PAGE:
Broadway

John Cullum’s An Accidental Star is Personable and Full Of Theatre History

John Cullum’s An Accidental Star is Personable and Full Of Theatre History

I became a fan of John Cullum when I saw him in Shenandoah and then the film 1776 singing “Molasses To Rum To Slaves.”

Starting off with “On A Clear Day,” you can hear hints as to what a great voice this man possessed. He tells his story like a bard, recalling his audition song “On The Street Where You Live.” His last name was often mispronounced. He came to New York full of ambition and his drive paid off. His audition for Shakespeare is hysterical, animated and a rollercoaster of emotions.

We learn about his father and in the midst of the beginning his career his mother is killed in a car accident. She was his most loyal and constant supporter and it broke his heart. Her accident affected him until now. In a sense this is Cullum’s recovery.

From John Cullum An Accidental Star Photo Carol Rosegg

“I Wonder What The King Is Doing Tonight,” from Camelot was the next musical entrée. Though Cullum had one of the best musical theatre voices, like Len Cariou that time has passed.

Cullum graduated is between the two women in red on the right

Cullum was cast in three Joe Papp’s Shakespeare in the Park in rep and with no notice had to go on in a role he hardly knew. His acting is superb.

as Mordred

His first musical audition he came snookered. Singing “There But For You Go I” from Brigadoon for Alan J Lerner, Fredrick Lowe and Moss Hart. He got called back and then cast in Camelot as Sir Dinadan understudying Richard Burton and Roddy McDowell. Cullum sang the title song like Burton and it works. He became lifelong friends with Burton.

Next was We Take the Town with Robert Preston and we are treated to a song from the show.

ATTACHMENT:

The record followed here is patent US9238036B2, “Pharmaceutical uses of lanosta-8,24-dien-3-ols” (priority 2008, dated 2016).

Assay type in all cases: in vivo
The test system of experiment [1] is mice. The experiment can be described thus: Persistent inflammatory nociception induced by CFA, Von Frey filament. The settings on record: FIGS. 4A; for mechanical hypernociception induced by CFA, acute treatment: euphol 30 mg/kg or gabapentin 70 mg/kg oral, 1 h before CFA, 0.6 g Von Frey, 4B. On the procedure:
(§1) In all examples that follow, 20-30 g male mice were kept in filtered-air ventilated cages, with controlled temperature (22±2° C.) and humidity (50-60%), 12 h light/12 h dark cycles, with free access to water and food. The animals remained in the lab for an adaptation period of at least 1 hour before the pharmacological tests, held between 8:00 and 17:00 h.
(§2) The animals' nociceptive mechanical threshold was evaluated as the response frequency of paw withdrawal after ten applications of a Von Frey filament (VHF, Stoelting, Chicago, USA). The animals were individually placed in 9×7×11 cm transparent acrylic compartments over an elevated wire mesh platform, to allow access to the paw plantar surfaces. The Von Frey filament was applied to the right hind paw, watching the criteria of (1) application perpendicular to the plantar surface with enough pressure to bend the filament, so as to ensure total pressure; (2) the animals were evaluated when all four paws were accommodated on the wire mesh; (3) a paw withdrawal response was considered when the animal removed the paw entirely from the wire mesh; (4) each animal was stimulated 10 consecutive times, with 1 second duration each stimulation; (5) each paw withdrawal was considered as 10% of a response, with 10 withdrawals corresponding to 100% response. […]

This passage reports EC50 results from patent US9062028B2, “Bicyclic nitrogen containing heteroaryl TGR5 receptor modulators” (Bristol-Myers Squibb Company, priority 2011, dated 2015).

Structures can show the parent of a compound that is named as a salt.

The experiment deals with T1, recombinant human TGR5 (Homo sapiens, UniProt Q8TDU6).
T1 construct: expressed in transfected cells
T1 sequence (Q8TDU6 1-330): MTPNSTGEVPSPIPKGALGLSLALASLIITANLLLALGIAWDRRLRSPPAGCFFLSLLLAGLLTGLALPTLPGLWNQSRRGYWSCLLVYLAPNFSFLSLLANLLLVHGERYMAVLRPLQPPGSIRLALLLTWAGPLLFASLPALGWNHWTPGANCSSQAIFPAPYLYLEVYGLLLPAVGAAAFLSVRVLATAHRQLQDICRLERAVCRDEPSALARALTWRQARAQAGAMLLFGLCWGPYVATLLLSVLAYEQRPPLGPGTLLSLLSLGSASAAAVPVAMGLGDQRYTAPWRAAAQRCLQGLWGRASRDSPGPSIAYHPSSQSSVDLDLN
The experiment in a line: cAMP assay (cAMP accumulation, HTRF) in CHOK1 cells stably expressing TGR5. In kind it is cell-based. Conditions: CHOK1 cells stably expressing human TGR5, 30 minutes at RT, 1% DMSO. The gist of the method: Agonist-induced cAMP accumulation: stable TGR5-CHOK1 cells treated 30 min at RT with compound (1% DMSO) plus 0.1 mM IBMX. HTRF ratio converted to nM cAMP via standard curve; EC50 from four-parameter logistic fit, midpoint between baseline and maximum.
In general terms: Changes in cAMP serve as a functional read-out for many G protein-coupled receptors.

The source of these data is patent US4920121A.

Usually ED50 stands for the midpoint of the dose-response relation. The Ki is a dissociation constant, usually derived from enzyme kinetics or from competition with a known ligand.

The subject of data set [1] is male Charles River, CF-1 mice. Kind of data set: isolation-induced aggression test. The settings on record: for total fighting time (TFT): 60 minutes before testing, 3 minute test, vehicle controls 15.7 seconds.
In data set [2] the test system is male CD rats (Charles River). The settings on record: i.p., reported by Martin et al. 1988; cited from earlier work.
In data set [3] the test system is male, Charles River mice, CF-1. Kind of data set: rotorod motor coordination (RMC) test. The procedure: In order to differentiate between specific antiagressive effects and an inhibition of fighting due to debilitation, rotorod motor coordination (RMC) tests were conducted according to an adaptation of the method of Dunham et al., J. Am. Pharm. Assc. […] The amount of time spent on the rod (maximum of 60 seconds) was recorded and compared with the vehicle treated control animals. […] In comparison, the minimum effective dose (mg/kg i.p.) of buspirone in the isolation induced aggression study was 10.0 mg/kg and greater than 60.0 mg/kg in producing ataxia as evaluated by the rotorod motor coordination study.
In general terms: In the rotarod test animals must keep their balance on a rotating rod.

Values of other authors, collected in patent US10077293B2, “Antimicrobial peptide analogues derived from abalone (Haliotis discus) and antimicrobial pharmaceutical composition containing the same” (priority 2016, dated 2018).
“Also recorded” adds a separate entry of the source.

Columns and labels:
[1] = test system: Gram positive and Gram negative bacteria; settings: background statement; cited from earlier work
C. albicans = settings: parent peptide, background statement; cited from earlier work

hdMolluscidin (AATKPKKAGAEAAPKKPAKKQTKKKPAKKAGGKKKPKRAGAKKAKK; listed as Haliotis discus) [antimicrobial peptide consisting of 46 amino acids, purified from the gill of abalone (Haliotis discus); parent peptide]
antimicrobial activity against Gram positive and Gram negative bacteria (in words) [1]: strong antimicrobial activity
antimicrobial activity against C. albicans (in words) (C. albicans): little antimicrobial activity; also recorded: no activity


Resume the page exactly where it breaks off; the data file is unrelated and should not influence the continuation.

Having to audition for On A Clear Day for a year after being told the role was his, they cast others, so he took the film “Hawaii,” then he got a call to go to Boston. He replaced Louie Jordan. He had 5 days to learn the show. He rehearsed a total of one day with the cast. 15 minutes after opening night there was no contract and Jordan was not informed. Singing “Come Back To Me” with gesturers and more talk, Cullum’s singing is pleasurable.

Singing “I’ve Heard All Before,” “Father’s Going To Make It Alright,” and “The Picker’s Are Coming” we are lead into Shenandoah. “Meditation” was also offered. Back in the day Cullum’s performance won him Best Actor in a Musical.

Next up was On The Twentieth Century and Madeline KahnThis role also won Cullum another Tony. Madeline took the score down and Cy Feuer never forgave her. Cullum missed her singing and gave us “I Rise Again.”

Speaking a very little about “Northern Exposure” he tells how he was offered Urinetown, which he hated. His wife’s pet name for him is Agnes and as he reads “Don’t Be The Bunny” to her, he sees the humor. He was nominated for another Tony for that role, thanks to John Rando.

The Scottsboro Boys was one of his last Broadway shows. He tells how he has worked in the theatre for 60 years to an almost perfect life.

Cullum finishes the piece singing Camelot. Though Cullum’s voice is failing, he is charming and his stories, enchanting. This is a must for every theatre performer.

Lonny Price and Matt Cowart direct the show with a personal style and it is highly likable. Julie McBride is a wonderful accompanist. He also thanks his wife and the audience. Cullum is a class act.

You can catch John Cullum An Accidental Star until April 22nd.

Broadway

Suzanna, co-owns and publishes the newspaper Times Square Chronicles or T2C. At one point a working actress, she has performed in numerous productions in film, TV, cabaret, opera and theatre. She has performed at The New Orleans Jazz festival, The United Nations and Carnegie Hall. She has a screenplay and a TV show in the works, which she developed with her mentor and friend the late Arthur Herzog. She is a proud member of the Drama Desk and the Outer Critics Circle and was a nominator. Email: suzanna@t2conline.com

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